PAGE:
In this paper, algorithms on distributed resource (spectrum and power) sharing for relay stations are investigated for downlink transmissions in an OFDMA-based relay-aided cell. Both system capacity and user fairness are considered. By grouping the relay stations into coalitions according to the set of users they are relaying, the optimal resource allocation can be solved by considering resource allocation within and among the coalitions. The algorithm for intra-coalition resource allocation is proposed by utilizing the key observation: for each data symbol transmitted from the base station to a user (in a subcarrier), only one among all the available relay stations is required to relay the symbol. The inter-coalition resource allocation is modeled by both a non-cooperative and a cooperative game, where the cooperative game is solved by a nonsymmetric Nash bargaining solution. Simulation results show that the non-cooperative algorithm outperforms random allocation by approximately 50% in system capacity with 3 relay stations in each coalition. The cooperative algorithm has approximately 5% loss in system capacity comparing with the non-cooperative algorithm, but achieves a significant gain in terms of fairness performance
|Translated title of the contribution||A game theoretic approach to distributed resource allocation for OFDMA-based relaying networks|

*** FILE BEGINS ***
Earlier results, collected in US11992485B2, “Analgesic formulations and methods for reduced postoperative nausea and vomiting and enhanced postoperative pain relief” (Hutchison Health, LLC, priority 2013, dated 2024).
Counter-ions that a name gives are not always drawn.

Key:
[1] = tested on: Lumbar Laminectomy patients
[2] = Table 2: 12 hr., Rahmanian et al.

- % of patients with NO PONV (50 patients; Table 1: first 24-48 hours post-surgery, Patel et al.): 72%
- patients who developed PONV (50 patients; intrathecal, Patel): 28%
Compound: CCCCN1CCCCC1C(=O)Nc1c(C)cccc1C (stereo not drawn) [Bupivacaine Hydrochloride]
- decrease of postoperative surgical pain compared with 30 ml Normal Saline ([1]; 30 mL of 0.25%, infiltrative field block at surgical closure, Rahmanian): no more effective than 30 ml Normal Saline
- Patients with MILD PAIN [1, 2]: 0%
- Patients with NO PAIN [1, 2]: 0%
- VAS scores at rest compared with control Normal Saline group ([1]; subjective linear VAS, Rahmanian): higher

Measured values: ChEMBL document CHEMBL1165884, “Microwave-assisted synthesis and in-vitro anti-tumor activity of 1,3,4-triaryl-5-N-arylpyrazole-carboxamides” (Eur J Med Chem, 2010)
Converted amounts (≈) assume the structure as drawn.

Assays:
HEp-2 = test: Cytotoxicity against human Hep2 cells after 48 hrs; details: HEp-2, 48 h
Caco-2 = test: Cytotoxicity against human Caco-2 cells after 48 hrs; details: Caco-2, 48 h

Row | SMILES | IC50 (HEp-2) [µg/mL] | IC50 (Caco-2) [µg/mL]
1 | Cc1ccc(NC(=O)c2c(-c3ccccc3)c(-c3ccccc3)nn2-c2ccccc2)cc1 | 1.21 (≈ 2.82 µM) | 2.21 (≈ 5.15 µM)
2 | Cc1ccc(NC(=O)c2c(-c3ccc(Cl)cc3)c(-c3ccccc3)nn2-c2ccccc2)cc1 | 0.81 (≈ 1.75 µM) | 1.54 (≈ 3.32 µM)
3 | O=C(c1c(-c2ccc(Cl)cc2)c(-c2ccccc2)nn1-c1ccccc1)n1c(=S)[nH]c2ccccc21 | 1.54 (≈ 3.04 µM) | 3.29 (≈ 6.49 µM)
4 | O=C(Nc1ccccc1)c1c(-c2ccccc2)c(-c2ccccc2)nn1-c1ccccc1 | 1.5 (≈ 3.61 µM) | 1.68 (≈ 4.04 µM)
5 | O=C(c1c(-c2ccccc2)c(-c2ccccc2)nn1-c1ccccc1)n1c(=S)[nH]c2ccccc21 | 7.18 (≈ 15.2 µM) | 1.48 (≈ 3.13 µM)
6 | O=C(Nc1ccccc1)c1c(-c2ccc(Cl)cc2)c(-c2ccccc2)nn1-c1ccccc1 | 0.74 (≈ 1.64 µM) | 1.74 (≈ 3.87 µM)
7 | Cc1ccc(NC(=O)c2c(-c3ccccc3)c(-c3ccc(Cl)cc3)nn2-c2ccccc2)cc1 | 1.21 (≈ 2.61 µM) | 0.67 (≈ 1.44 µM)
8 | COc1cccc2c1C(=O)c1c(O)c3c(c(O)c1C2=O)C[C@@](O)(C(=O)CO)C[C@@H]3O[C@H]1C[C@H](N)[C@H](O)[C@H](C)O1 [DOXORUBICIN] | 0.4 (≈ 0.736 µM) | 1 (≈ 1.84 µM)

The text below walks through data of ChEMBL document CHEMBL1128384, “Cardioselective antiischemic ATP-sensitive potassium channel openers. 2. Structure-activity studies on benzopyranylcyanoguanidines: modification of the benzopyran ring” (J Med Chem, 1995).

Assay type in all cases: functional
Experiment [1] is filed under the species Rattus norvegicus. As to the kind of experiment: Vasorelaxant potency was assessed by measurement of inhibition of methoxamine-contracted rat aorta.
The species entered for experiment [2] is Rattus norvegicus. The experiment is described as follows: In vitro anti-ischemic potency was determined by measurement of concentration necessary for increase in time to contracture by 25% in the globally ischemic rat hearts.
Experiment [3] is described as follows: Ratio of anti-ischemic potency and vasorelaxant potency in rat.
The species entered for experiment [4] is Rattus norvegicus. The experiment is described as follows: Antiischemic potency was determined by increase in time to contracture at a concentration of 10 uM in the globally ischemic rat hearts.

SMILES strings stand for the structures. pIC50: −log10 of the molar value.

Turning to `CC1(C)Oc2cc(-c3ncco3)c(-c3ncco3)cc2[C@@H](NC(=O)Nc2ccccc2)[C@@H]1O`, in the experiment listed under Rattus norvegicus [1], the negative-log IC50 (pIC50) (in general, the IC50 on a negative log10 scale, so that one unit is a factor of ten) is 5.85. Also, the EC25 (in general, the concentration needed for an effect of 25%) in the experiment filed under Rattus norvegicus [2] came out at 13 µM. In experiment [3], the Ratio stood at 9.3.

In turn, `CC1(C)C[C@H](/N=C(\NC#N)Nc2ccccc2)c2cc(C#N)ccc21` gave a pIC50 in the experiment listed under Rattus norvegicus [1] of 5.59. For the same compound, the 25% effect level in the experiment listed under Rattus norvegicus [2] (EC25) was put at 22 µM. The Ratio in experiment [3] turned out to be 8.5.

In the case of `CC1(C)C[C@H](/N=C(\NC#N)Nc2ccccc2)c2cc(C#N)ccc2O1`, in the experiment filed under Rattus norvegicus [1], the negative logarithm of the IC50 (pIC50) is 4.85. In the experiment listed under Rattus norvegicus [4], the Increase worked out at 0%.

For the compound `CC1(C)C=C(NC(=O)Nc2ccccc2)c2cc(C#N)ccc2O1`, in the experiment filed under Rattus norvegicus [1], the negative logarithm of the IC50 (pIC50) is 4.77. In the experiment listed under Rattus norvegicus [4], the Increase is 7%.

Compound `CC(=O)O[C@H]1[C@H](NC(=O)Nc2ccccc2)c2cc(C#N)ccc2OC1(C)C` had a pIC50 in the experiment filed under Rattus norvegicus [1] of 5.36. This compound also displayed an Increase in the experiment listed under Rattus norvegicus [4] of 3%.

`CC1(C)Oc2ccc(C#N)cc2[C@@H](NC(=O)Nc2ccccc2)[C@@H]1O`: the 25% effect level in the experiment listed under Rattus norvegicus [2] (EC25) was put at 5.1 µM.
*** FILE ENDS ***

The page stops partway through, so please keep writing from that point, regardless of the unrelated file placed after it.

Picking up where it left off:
|Title of host publication||IEEE Personal and Indoor Mobile Radio Conference 2008 (PIMRC), Cannes|
|Publisher||Institute of Electrical and Electronics Engineers (IEEE)|
|Pages||1 - 5|
|Number of pages||5|
|Publication status||Published - Sep 2008|
|Event||19th International Symposium on Personal, Indoor and Mobile Radio Communications (2008) - Cannes, France|
Duration: 1 Sep 2008 → …
|Conference||19th International Symposium on Personal, Indoor and Mobile Radio Communications (2008)|
|Period||1/09/08 → …|
Bibliographical noteRose publication type: Conference contribution
Additional information: With accompanying conference presentation
Sponsorship: The work reported in this paper has formed part of the Delivery Efficiency Core Research Programme of the Virtual Centre of Excellence in Mobile and Personal Communications, Mobile VCE, www.mobilevce.com.
This research has been funded by EPSRC and by the Industrial Companies who are members of Mobile VCE
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